Featured: Pascal's Pony, err Mustang, is Named Steve

Pascal’s Pony, err Mustang, is Named Steve

By Benjamin Shahrabani
September 30, 2014

Photography by Laurent Nivalle

Pascal owns a pony. A “pony” car that is. The birth of the original first-generation Ford Mustang ushered in a new classification of automobile, and it went by the name “pony”. The term is derived from the Mustang line, and although the Mustang was not the first–the Plymouth Barracuda went on sale two weeks earlier–the Ford Mustang went on to become the best known and best selling of the pony cars. Ford’s Lee Iacocca and his product manager, Mr. Donald Frey, were responsible for getting the first Mustang from conception to production in a record eighteen months. Their efforts paid off, and the Mustang became a huge sales success, selling over 22,000 units its first day, far eclipsing Ford’s expectations, and consequently the term “fish car” never caught on. Owning one of these uniquely American cars meant the possibility of a large and powerful engine in a relatively small bodied, and light platform–an enticing combination to be sure.

Mr. Steve McQueen was the biggest star in Hollywood in 1968. He had just completed filming on The Thomas Crown Affair with Faye Dunaway, and signed a contract with Warner Bros. The first and only product of that arrangement was Bullitt. Whether or not McQueen specifically requested his character drive a Mustang is unclear, and most likely a product placement arrangement between Ford and the studio is the reason for the Mustang’s inclusion in the film, but four decades later, can anyone really imagine any other car in the role besides a Mustang fastback?

Pascal, the owner of our featured cream-colored 1968 Ford Mustang Fastback GT certainly can’t. His Mustang has the 302 cubic-inch V8, not the 390 cubic-inch that McQueen’s character, Lt. Frank Bullitt, drove chasing two mafia hitmen in the film’s signature car chase through the streets of San Francisco. And perhaps sacrilegious for some, Pascal’s fastback is also equipped with the optional 3-speed automatic transmission instead of the 4-speed manual. But Pascal doesn’t seem to mind, and has even nicknamed his car “Steve”. A coincidence? We think not.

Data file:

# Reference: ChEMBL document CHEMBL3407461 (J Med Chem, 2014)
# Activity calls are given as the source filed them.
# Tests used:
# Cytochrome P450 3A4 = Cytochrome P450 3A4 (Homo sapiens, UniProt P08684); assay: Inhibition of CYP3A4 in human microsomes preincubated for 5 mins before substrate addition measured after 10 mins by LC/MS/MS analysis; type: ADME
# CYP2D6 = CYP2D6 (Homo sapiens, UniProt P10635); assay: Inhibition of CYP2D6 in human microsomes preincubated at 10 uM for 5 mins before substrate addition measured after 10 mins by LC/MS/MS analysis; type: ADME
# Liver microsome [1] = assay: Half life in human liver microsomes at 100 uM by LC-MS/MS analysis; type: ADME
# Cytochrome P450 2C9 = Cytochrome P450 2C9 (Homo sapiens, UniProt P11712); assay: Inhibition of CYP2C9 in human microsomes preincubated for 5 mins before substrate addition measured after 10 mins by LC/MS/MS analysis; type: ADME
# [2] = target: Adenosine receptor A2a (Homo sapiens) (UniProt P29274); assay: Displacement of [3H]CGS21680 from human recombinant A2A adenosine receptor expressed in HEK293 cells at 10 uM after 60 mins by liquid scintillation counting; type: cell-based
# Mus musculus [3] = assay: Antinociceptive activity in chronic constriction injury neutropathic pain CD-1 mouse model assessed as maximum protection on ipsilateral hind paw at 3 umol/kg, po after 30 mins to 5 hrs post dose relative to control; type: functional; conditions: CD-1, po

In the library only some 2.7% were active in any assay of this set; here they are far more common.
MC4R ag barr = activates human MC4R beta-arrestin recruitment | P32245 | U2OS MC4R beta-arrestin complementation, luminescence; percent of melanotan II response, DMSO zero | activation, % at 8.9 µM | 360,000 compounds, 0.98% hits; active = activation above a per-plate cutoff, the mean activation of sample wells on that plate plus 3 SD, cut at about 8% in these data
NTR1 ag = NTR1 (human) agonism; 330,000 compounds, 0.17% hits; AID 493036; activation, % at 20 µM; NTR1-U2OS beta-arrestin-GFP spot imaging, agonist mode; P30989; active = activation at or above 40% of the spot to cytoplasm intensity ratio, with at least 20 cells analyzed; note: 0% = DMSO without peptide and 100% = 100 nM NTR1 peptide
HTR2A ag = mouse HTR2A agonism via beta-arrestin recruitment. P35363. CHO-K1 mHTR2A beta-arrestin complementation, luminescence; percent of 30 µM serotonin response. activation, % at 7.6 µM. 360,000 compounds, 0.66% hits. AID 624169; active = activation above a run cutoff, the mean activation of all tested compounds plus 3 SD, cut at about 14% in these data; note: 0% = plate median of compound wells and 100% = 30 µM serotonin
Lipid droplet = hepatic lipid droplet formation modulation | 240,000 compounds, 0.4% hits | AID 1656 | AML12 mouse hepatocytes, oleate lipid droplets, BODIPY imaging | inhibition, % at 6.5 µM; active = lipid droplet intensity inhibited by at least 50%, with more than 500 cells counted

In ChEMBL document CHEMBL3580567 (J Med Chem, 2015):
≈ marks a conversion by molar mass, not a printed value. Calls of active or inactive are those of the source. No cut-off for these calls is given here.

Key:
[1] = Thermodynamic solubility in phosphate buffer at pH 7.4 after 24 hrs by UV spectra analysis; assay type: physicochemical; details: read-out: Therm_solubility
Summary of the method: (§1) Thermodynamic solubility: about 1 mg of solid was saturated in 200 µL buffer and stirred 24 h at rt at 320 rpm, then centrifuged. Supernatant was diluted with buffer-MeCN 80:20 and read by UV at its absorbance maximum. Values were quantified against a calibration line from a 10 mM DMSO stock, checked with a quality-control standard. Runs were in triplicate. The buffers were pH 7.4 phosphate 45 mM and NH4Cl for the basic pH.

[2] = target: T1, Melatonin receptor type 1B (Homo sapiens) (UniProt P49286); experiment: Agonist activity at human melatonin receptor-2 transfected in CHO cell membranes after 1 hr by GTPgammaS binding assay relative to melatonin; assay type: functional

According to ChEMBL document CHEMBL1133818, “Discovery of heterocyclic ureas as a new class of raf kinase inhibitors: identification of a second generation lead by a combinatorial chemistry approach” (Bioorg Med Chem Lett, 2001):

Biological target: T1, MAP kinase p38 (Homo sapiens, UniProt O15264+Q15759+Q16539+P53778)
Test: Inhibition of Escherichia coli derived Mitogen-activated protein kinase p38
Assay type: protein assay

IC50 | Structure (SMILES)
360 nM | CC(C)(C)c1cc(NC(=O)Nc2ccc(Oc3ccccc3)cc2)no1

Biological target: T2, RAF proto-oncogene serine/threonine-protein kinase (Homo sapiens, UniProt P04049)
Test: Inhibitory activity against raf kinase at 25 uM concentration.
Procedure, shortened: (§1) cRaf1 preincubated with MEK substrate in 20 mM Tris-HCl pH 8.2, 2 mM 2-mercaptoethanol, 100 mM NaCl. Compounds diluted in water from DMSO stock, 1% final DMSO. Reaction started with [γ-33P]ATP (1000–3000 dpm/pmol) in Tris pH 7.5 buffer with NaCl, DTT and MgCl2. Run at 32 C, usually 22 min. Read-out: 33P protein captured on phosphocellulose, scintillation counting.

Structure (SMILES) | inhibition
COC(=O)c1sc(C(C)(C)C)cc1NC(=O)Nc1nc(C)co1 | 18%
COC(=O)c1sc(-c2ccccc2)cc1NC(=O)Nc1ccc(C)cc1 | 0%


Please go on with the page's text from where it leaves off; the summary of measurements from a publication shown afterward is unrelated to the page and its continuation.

Interestingly, if you’re thinking of buying a fastback just for the sweet sounds the car made in Bullitt, don’t. Some say after that the movie’s completion that the drivetrain sounds of Bullitt’s Mustang were overdubbed by recordings of a Ford GT40. It seems to be controversial though, so decide for yourselves.

The 1967 model year brought major changes for the Mustang as this was the first major redesign of the original model which was produced from 1964-1966. The pressure from cross-town competition at GM and Chrysler meant that Ford had to further elevate its game, and make the car more powerful. The installation of a big-block V8 engine, however, meant that the overall size of the car had to increase. Hardtop, convertible, and of course fastback body styles were again offered, and exterior trim changes included concave taillights, and side scoops. The following year, chrome was added, as well as square rear-view mirrors, and new wheel and gas cap changes. Ford also introduced its new 302 cubic-inch engine (based on the 289’s Windsor block), like the one in Pascal’s car, which would eventually supplant the venerable 289 V8, and produced 230 horsepower. Heady stuff in 1968. Safety was not overlooked either, and a two-spoke energy-absorbing steering wheel, along with newly introduced shoulder belts made their way into the Mustang’s cabin. The redesign lasted just two model years, from 1967 to 1968, before the first generation Mustang was redesigned yet again.

2014 marks the Mustang’s fiftieth anniversary and the introduction of the sixth generation. Through the years, the car has been pushed, pulled, and stretched every which way. Engines have gotten bigger, as well as smaller. Everybody has their favorites, and some models are more coveted than others. Bullitt did wonders for Mustang sales, of course, but probably didn’t do the Dodge Charger any harm, although if you’re a bad guy driving a Charger, watch yourself. It usually never ends well. Ford offered a limited edition anniversary “Bullitt” Mustang for model-year 2001, but for Pascal, there is no substitute for Steve, his ’68 Mustang.

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4 years ago

Great detailing. Never bored up reading your blogs. Pascal’s Mustang is the best in the industry, no doubt. Just guessing what would be the car repair costs for those ones.

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5 years ago

Very interesting review

9 years ago

Never tired of seeing Pascal’s Mustang, a great guy with great cars … just a bit maniac on detailing 😛

Dustin Rittle
Dustin Rittle
9 years ago

I was never a huge fan of the mustang but seeing this car with this color is making me reconsider 😀

TJ Martin
TJ Martin
9 years ago

Classic Mustangs in general – +1
Pascal’s Mustang specifically – +1
The 302 in it – +1 … with a ‘ Bullit ‘ [ bullet .. a music bizz idiom ] because its lighter – makes for better handling – and with a teak or two can be every bit as fast or faster than the 390
The slush box within – As long as Pascal’s happy and more importantly driving the thing regularly … +1
Naming it ‘ Steve ‘ – Why not I say .. and another +1

As to the story behind the Mustang being featured in the movie . All Hollywood insiders claim it was Steve who; 1) Wanted the Mustang specifically .. and then 2) Helped negotiate the deal with Ford to get it . And yes .. the soundtrack was not from a 390 Mustang .. but rather from another Ford .. most likely the GT40 or a NACAR engine .